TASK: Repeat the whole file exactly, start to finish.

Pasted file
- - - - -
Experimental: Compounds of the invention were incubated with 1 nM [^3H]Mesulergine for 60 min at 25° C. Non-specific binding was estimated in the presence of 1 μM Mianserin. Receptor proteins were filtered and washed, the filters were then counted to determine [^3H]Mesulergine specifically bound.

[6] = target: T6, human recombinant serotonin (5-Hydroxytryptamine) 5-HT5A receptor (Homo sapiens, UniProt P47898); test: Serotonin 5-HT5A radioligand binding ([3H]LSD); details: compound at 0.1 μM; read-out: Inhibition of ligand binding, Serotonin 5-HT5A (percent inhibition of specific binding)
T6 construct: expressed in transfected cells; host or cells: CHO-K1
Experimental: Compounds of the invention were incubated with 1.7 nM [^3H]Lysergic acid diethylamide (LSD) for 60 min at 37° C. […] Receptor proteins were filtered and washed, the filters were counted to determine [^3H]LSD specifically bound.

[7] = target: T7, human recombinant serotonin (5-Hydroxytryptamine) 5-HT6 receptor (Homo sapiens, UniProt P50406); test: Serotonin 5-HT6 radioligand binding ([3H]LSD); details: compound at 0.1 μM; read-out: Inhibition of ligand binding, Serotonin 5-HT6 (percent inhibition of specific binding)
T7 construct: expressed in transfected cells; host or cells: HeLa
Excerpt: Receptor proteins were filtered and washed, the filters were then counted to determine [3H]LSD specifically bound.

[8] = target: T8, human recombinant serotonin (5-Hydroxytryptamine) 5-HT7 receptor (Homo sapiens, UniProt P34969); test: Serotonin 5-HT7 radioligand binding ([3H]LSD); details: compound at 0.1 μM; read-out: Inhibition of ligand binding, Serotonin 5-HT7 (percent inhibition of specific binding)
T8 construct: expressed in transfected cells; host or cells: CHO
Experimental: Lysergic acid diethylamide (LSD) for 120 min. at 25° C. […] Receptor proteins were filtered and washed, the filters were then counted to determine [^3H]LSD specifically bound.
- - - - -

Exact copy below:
Experimental: Compounds of the invention were incubated with 1 nM [^3H]Mesulergine for 60 min at 25° C. Non-specific binding was estimated in the presence of 1 μM Mianserin. Receptor proteins were filtered and washed, the filters were then counted to determine [^3H]Mesulergine specifically bound.

[6] = target: T6, human recombinant serotonin (5-Hydroxytryptamine) 5-HT5A receptor (Homo sapiens, UniProt P47898); test: Serotonin 5-HT5A radioligand binding ([3H]LSD); details: compound at 0.1 μM; read-out: Inhibition of ligand binding, Serotonin 5-HT5A (percent inhibition of specific binding)
T6 construct: expressed in transfected cells; host or cells: CHO-K1
Experimental: Compounds of the invention were incubated with 1.7 nM [^3H]Lysergic acid diethylamide (LSD) for 60 min at 37° C. […] Receptor proteins were filtered and washed, the filters were counted to determine [^3H]LSD specifically bound.

[7] = target: T7, human recombinant serotonin (5-Hydroxytryptamine) 5-HT6 receptor (Homo sapiens, UniProt P50406); test: Serotonin 5-HT6 radioligand binding ([3H]LSD); details: compound at 0.1 μM; read-out: Inhibition of ligand binding, Serotonin 5-HT6 (percent inhibition of specific binding)
T7 construct: expressed in transfected cells; host or cells: HeLa
Excerpt: Receptor proteins were filtered and washed, the filters were then counted to determine [3H]LSD specifically bound.

[8] = target: T8, human recombinant serotonin (5-Hydroxytryptamine) 5-HT7 receptor (Homo sapiens, UniProt P34969); test: Serotonin 5-HT7 radioligand binding ([3H]LSD); details: compound at 0.1 μM; read-out: Inhibition of ligand binding, Serotonin 5-HT7 (percent inhibition of specific binding)
T8 construct: expressed in transfected cells; host or cells: CHO
Experimental: Lysergic acid diethylamide (LSD) for 120 min. at 25° C. […] Receptor proteins were filtered and washed, the filters were then counted to determine [^3H]LSD specifically bound.